Saturday, 18 October 2014


Authority and Army

Every time there is a problem at India's borders, we ordinary Indians repose our trust in the armed forces. We believe that the forces will do their best to protect the country from external aggression. And that's absolutely perfect to think, given the courage and valour of our forces. But then we get to read and watch on the television that all is not well within the armed forces --- the controversies and allegations don't portray a happy picture. There are problems for sure and as patriotic citizens we must not ignore the issue. 

I tried to understand the problems from the media reports. They indicate that the government is somewhat lax in implementing the recommendations of experts who advised reforms in acquisition process, modernization of the forces and also rebooting the civil-military relations. From whatever I could gather from the media, it appears that despite promises made to address all these issues, nothing concrete has been done. The Union government has always been wary of the armed forces from the days after Independence; there were undue fears of coup and the tendency since then has been to keep the armed forces suppressed. Bureaucracy, it seems, has become the controller of the armed forces, even though bureaucrats are not all experts on military affairs.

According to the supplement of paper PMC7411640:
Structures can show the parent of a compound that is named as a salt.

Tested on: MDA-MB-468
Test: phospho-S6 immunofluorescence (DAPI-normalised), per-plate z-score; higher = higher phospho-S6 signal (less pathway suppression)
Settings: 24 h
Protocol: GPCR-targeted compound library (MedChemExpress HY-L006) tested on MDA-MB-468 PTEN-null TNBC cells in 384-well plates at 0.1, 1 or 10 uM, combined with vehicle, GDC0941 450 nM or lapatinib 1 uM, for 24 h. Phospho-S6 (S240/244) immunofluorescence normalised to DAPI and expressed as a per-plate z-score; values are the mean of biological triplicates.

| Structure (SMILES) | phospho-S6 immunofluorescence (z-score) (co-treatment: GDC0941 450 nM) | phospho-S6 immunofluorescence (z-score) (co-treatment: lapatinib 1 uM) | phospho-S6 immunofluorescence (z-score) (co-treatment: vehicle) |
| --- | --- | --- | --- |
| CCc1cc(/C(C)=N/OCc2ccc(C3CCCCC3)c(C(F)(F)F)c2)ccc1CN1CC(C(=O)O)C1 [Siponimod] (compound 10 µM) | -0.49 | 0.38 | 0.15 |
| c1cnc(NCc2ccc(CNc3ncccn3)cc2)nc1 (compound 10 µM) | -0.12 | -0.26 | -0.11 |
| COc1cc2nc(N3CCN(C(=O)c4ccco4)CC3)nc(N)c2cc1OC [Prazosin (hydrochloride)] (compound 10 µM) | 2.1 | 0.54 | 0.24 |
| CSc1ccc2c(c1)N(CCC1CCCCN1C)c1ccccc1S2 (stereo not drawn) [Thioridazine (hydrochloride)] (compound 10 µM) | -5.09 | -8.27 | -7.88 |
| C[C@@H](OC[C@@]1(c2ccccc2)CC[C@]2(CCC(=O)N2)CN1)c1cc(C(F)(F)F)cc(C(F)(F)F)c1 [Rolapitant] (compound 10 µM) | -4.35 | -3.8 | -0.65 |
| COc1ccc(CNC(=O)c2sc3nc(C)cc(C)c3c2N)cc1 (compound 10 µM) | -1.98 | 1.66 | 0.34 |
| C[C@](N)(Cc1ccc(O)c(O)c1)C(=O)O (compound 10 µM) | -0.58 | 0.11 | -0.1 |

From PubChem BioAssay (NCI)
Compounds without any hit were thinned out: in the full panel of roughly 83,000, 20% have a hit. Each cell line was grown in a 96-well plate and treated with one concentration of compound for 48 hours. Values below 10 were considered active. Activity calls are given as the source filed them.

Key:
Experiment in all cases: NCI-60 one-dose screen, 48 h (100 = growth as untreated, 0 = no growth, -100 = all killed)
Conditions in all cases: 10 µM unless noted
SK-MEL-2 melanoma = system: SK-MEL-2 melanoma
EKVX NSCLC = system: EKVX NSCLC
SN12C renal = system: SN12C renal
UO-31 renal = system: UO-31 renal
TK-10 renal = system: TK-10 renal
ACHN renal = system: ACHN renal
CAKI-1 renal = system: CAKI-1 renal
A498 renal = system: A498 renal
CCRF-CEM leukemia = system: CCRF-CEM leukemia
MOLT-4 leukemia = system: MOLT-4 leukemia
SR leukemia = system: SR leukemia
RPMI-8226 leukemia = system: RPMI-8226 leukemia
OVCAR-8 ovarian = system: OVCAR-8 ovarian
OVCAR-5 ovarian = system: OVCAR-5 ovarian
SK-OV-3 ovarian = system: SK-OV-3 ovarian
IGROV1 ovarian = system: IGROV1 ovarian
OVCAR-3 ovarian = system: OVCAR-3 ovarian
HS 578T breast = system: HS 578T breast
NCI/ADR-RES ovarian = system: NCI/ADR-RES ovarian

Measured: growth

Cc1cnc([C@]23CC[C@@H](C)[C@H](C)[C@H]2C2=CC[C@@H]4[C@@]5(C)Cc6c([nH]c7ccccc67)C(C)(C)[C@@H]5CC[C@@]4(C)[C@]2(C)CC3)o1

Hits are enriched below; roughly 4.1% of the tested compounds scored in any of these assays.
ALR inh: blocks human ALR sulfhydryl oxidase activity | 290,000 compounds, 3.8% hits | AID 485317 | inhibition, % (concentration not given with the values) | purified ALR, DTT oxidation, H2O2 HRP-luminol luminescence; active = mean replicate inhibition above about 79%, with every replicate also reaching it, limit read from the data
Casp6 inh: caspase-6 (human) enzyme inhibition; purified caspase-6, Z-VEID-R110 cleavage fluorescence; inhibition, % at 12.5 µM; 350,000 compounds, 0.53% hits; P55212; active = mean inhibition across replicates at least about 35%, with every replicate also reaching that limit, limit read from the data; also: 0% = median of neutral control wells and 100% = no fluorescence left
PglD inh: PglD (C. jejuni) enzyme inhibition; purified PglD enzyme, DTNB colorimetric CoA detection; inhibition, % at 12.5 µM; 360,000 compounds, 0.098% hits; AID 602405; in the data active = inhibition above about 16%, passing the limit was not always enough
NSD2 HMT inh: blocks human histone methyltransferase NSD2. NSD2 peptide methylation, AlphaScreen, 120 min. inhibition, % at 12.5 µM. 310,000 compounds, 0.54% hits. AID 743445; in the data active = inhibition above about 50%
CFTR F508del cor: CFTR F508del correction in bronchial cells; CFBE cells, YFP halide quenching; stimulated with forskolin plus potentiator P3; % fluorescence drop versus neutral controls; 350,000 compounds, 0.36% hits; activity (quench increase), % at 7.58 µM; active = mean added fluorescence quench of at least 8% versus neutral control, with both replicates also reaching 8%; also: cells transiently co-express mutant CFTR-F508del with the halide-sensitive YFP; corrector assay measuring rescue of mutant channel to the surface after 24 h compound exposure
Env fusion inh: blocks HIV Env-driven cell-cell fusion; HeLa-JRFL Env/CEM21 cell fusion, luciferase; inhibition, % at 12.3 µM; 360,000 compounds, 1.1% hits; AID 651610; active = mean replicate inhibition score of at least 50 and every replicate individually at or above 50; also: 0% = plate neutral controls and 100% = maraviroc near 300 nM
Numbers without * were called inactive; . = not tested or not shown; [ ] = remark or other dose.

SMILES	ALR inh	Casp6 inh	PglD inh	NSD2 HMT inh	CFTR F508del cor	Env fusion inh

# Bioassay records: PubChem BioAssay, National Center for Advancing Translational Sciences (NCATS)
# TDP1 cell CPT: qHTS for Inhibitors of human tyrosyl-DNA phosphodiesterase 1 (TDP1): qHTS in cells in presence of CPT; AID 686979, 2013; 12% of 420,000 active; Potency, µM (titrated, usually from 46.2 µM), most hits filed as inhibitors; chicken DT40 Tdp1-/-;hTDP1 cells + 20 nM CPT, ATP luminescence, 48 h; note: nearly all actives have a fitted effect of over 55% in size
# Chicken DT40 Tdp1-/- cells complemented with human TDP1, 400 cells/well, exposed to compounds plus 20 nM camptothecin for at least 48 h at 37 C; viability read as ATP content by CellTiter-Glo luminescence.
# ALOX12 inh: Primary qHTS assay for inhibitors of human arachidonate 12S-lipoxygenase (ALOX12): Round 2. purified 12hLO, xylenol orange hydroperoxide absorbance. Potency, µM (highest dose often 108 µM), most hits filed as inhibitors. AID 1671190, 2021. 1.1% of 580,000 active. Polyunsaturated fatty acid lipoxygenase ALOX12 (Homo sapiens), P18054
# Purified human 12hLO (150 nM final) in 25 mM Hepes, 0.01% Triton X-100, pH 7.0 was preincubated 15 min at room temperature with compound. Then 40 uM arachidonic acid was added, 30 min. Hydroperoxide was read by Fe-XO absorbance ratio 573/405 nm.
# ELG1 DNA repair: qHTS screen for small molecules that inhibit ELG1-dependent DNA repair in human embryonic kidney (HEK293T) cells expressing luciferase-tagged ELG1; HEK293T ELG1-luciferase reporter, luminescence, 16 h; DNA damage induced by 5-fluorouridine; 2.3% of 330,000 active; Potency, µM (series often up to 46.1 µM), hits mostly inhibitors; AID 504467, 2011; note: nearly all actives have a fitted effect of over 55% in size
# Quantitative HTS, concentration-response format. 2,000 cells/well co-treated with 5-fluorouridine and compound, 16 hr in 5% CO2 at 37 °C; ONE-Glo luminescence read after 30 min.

Which is indeed sad. Individuals in the military establishments who have years of experience in combat should have a greater say about how to improve the state of affairs. Simple logic: they should have the authority to take decisions and not just the responsibility. A recent interview by Admiral (retd) D K Joshi clearly reveals that the authority is not with the higher-ups in the armed forces, but with the bureaucrats. He reportedly said that he didn't even have the authority to buy the batteries for the submarines. If that is true, then as an ordinary citizen I am forced to question whether the military top brass, despite their decorations and sleek uniform, have any power at all. Are they all powerless in the face of bureaucratic ineptitude that plagues India? 

This powerlessness reminds me of the panchayati raj system that we have in India. Because of 33 percent reservation for women candidates in the village council system, often the wives and sisters of rogue men contest the council elections. Once they win, the men take control, shutting the women inside the homes. On the papers a woman sarpanch or the council head has to sign the official documents, but in reality all decisions are taken by the men of the house. And these are not good men, but some of the worst elements in the society. 

Perhaps the parallel is not apt. But the point which I am trying to make is this --- the armed forces of India need to be freed from bureaucratic shackles. The armed forces will have to be accountable to the government and the people of the country, but must not be hindered by the inept officials. Can the new government in New Delhi change it for good? Will the government empower the armed forces to fight the not-so-invisible enemy?